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The Odd Couple
Movie Stats & Links

Starring: Jack Lemmon, Walter Matthau, Monica Evans, Carole Shelley
MPAA Rated: G
Released By: Paramount Home Entertainment
Kiddie Movie: Even though it's rated G, it's a little adult for the kiddies.
Date Movie: One of you is probably Oscar, the other Felix, so it's probably good for both.
Gratuitous Sex: Some hints and innuendo.
Gratuitous Violence: Nah.
Action: Nah.
Laughs: From start to finish.
Memorable Scene: Felix "impressing" the Pigeon Sisters.
Memorable Quote: "It took me three hours to figure out 'F.U.' was 'Felix Ungar.'"
Directed By: Gene Saks

Cool Things About the DVD

Learn French! It's got some language choices.
Buy a New TV! Just guy one already.
Buy a New Stereo! Not really necessary, but buy one anyway.
Anything Else! The Centennial Collection edition is filled with extras on all things "Odd Couple," including retrospectives and looking at the comedic genius of Matthau and Lemmon

The Odd Couple
A Movie/DVD Review


DVD Rated - G

It's 1:45 Long

A Review by
The Dude on the Right
When I was growing up one of the staples on the TV was the series “The Odd Couple,” only I was too young to really get it.  Then, as I got older, I would catch the re-runs sometimes and would really appreciate the series.  But to really understand the start of it all, past the simple premise of “Oscar is a slob and Felix is a neat-freak,” you really have to see the original Broadway play, and since you probably can’t find a time machine anywhere, the film version will have to do, and it has now been released as part of the Paramount Pictures Centennial Collection, which not only give you the movie, but a boatload of extras that will make you appreciate the movie, and the genius of Jack Lemmon, Walter Matthau, and writer Neil Simon even more.

Let’s start with the story…

As the movie opens we find Felix Ungar (Jack Lemmon), in a distraught state.  Suicide looks to be what he wants, only it’s something he just can’t seem to achieve.  Meanwhile, back at the Oscar Madison (Walter Matthau) pad, a poker game is in session, and Felix is missed by the dudes.  We quickly find out that Oscar is divorced and then that Felix’s wife just split up with him, and Felix’s card-playing friends spring into action, working to prevent his suicide, knowing he must be crushed.  And sure, this all sounds serious and all, but “The Odd Couple” isn’t a drama, nope, with two of the worlds’ comedic geniuses, as serious as things are, it’s just as funny.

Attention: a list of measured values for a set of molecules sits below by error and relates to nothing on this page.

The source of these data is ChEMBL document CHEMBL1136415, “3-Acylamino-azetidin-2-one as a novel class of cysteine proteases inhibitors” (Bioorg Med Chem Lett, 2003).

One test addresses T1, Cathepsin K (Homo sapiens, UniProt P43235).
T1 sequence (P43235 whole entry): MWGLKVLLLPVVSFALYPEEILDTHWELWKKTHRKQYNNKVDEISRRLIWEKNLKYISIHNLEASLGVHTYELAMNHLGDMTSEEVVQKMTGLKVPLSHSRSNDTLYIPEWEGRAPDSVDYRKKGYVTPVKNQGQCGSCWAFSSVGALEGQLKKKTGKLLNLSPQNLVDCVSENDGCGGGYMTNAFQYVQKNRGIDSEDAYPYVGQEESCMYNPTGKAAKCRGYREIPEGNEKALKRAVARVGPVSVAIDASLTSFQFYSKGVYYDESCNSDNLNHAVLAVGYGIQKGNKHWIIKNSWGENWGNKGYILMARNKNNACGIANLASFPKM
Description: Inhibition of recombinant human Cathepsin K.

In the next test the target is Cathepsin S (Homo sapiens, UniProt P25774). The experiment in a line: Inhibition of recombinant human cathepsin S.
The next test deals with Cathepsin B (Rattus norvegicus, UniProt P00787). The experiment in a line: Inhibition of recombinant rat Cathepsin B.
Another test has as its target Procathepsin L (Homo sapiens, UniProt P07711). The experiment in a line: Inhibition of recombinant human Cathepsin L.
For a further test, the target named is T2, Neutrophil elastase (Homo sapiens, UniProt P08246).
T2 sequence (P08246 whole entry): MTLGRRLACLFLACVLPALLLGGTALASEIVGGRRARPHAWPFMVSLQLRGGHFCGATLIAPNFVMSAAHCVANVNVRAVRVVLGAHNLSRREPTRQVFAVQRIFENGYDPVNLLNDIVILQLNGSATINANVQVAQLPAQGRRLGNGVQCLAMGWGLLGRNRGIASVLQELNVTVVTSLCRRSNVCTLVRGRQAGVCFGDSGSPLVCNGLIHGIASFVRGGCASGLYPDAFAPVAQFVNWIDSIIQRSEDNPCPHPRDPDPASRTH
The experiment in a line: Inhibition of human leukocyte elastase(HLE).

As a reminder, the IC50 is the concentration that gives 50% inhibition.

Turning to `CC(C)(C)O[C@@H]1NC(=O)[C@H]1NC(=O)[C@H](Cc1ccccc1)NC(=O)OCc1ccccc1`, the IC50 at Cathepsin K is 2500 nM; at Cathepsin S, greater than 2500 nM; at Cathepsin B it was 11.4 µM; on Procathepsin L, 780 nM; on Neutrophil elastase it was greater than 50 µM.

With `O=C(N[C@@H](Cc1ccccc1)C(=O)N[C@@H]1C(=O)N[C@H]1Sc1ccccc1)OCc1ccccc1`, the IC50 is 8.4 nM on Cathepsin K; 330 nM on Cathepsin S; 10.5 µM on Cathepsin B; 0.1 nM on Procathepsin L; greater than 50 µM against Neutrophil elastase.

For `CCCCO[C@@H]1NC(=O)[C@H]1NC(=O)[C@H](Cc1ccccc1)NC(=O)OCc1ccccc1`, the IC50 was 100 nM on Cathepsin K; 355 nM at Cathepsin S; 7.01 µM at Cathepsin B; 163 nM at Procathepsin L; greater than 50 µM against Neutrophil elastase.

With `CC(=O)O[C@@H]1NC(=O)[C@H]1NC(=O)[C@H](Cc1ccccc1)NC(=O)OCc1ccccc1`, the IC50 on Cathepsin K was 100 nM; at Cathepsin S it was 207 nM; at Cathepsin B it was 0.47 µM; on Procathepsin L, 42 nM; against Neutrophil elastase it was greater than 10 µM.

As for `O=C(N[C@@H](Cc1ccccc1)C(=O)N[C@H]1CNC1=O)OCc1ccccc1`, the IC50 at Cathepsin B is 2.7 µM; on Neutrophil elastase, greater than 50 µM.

And so, yes, Oscar is kind of messy, and Felix is kind of neat, Oscar lets Felix live with him, and the two, now single dudes, must learn to just get along.  The thing is, anyone who is a neat person living with a slob can relate, and those slobs among us who can’t stand being told to pick up after ourselves can also relate, and in comedic fashion our couple goes through the pains every couple goes through, and always in funny fashion.

As it is, through the dinners Felix prepares, through Oscar trying to set Felix up with a couple of ladies, and some thrown linguine, the only things that sort of date this movie back to the late 1960’s are the outfits, the décor, and the police car because in any year when two, seemingly opposite people live together, hilarity will usually ensue if done right, and “The Odd Couple” shows how it is done right.

I have to admit that I forgot about the movie version of “The Odd Couple,” and I may have caught glimpses of it on cable from time to time, but as I finished watching our two boys get back together at the end of the movie, and a friendship rejoined, I really appreciated the delight of what started one of the great TV series of all time.

It’s hard not to like “The Odd Couple” because anyone who has ever lived with someone else, whether in a platonic relationship or romantic one, can relate to the bond that develops between Felix and Oscar, and as comedies go, this one is classic.  4 ½ stars out of 5 for “The Odd Couple.”

The bonus for this DVD package though is that it is part of Paramount Pictures Centennial Collection, which gives you a ton of features and insights that fans of the movie, or fans of the actors, will love.  Of course there is a commentary track, with this one narrated by Charlie Matthau and Chris Lemmon, but the set also includes telling how the concept of “The Odd Couple” grew, a spotlight on the brilliance of Matthau and Lemon, as well as some nice reflections of things that happened during the making of the movie.

Pretty simply if you liked the TV series, if you ever lived with anyone, or you just want to see a very funny movie, do yourself a favor and get the DVD of “The Odd Couple.”  Better yet, make sure it’s the Centennial Collection version so that you can understand that comedy isn’t as easy as it seems, yet some actors are able to make it look like a breeze.

That’s it for this one!  I’m The Dude on the Right!!  L8R!!!


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